Duncan, the USPS board chairman, brought in Passantino and his law firm in part to help ease the agency’s financial stress, according to emails and people involved with high-level USPS deliberations, who spoke on the condition of anonymity to provide a frank assessment of the agency. The board also retained Republican consultant Rick Hohlt and others to address lingering policy and budget issues in Washington, the records reveal.
An April 1 memo also shows the USPS considered tapping one of Passantino’s colleagues — Reince Priebus, the former White House chief of staff and Republican National Committee chairman — believing he could help break a Washington logjam over the need for additional stimulus aid. People familiar with the matter said Priebus never made those calls, and Priebus is barred by executive order from lobbying the White House until 2022.
Priebus and Hohlt declined to comment. Passantino and his law firm did not respond to requests for comment. The Postal Service did not answer detailed questions about their work, including the extent to which Passantino or Hohlt worked on matters related to the election, but it confirmed the hires came at a time when the board of governors was understaffed.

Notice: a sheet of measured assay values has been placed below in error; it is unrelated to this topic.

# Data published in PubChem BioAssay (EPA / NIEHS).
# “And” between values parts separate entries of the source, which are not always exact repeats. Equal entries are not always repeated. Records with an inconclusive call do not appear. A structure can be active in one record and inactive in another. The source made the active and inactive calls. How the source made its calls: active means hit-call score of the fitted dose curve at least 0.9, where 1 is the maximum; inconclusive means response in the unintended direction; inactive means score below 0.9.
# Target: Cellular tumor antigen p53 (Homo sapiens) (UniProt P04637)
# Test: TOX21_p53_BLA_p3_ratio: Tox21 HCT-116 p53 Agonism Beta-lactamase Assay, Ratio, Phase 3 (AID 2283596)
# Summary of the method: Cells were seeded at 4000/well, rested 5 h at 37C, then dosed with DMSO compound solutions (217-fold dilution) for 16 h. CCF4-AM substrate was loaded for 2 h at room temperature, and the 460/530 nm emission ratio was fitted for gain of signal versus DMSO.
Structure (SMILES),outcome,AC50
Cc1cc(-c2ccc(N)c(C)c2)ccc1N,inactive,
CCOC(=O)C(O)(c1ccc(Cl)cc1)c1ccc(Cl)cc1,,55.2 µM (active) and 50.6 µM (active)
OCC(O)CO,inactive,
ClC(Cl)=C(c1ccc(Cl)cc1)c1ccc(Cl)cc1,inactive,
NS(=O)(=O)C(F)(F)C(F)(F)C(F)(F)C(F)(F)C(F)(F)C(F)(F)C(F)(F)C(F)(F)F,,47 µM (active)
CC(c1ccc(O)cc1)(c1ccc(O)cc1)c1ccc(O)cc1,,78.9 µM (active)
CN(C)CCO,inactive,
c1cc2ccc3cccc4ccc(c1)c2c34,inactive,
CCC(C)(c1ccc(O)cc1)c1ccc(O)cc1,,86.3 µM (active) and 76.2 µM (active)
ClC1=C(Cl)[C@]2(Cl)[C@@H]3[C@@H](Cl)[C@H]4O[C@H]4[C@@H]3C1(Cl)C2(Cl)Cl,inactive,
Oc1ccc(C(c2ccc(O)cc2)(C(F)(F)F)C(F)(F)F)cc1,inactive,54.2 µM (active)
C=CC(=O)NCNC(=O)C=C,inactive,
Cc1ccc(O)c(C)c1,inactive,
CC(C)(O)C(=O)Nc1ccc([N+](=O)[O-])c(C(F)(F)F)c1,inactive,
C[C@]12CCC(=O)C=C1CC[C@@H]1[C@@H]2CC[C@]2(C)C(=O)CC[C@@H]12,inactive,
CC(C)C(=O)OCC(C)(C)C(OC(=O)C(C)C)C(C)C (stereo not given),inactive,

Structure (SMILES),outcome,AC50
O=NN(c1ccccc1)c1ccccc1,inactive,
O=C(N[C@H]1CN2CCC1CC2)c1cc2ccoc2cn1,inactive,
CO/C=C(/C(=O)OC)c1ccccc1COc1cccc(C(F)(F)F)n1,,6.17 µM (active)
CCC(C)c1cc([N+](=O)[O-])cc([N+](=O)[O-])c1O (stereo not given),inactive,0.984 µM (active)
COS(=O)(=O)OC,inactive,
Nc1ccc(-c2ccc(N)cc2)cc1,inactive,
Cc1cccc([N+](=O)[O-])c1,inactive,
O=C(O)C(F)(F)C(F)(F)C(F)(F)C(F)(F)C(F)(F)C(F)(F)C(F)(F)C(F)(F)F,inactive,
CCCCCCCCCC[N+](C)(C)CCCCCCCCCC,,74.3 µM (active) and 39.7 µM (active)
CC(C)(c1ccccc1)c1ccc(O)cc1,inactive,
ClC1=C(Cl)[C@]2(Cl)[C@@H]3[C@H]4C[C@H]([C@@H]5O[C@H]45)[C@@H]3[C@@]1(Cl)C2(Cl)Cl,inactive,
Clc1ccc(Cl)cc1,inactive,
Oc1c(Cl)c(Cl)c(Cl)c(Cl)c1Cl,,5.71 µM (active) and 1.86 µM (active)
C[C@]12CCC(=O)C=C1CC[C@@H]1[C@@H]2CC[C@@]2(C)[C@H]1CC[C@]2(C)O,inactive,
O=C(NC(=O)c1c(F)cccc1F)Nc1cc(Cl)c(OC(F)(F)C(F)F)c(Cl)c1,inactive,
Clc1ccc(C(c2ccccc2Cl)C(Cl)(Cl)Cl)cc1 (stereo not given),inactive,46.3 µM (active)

Ethics watchdogs raised concerns about new evidence showing additional overlap between the Postal Service, which will deliver ballots this fall, and the Republican Party.
“Why did the Postal Service need the services of Stefan Passantino when his primary claim to fame, the primary reason you hire him, is to carry out Donald Trump’s personal and political defense work?” asked Evers, the head of American Oversight, who called him the “fox in the hen house.”